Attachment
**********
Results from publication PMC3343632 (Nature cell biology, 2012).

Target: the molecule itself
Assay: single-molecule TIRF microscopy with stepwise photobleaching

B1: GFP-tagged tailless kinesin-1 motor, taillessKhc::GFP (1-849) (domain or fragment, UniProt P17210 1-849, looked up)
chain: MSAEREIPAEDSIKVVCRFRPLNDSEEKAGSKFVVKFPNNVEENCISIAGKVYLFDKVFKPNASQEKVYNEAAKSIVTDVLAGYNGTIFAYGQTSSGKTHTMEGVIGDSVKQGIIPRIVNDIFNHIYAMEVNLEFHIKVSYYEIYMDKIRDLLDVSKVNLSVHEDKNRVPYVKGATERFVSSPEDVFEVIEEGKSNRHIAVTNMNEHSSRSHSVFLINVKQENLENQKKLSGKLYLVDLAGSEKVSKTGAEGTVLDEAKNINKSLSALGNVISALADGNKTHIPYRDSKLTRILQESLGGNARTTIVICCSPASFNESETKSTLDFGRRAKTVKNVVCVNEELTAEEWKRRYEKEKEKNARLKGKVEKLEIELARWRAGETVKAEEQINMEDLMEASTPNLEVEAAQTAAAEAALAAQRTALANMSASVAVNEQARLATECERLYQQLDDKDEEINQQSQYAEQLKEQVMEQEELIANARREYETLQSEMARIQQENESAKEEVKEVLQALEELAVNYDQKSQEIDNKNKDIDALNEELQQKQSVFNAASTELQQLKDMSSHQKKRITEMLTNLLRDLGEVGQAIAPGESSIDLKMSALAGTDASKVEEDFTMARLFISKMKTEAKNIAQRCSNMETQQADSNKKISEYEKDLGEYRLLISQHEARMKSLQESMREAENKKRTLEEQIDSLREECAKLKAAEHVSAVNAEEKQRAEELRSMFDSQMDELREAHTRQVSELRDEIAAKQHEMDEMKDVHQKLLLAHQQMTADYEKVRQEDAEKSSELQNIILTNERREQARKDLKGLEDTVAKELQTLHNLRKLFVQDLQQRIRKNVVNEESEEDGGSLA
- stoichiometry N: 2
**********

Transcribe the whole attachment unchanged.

Results from publication PMC3343632 (Nature cell biology, 2012).

Target: the molecule itself
Assay: single-molecule TIRF microscopy with stepwise photobleaching

B1: GFP-tagged tailless kinesin-1 motor, taillessKhc::GFP (1-849) (domain or fragment, UniProt P17210 1-849, looked up)
chain: MSAEREIPAEDSIKVVCRFRPLNDSEEKAGSKFVVKFPNNVEENCISIAGKVYLFDKVFKPNASQEKVYNEAAKSIVTDVLAGYNGTIFAYGQTSSGKTHTMEGVIGDSVKQGIIPRIVNDIFNHIYAMEVNLEFHIKVSYYEIYMDKIRDLLDVSKVNLSVHEDKNRVPYVKGATERFVSSPEDVFEVIEEGKSNRHIAVTNMNEHSSRSHSVFLINVKQENLENQKKLSGKLYLVDLAGSEKVSKTGAEGTVLDEAKNINKSLSALGNVISALADGNKTHIPYRDSKLTRILQESLGGNARTTIVICCSPASFNESETKSTLDFGRRAKTVKNVVCVNEELTAEEWKRRYEKEKEKNARLKGKVEKLEIELARWRAGETVKAEEQINMEDLMEASTPNLEVEAAQTAAAEAALAAQRTALANMSASVAVNEQARLATECERLYQQLDDKDEEINQQSQYAEQLKEQVMEQEELIANARREYETLQSEMARIQQENESAKEEVKEVLQALEELAVNYDQKSQEIDNKNKDIDALNEELQQKQSVFNAASTELQQLKDMSSHQKKRITEMLTNLLRDLGEVGQAIAPGESSIDLKMSALAGTDASKVEEDFTMARLFISKMKTEAKNIAQRCSNMETQQADSNKKISEYEKDLGEYRLLISQHEARMKSLQESMREAENKKRTLEEQIDSLREECAKLKAAEHVSAVNAEEKQRAEELRSMFDSQMDELREAHTRQVSELRDEIAAKQHEMDEMKDVHQKLLLAHQQMTADYEKVRQEDAEKSSELQNIILTNERREQARKDLKGLEDTVAKELQTLHNLRKLFVQDLQQRIRKNVVNEESEEDGGSLA
- stoichiometry N: 2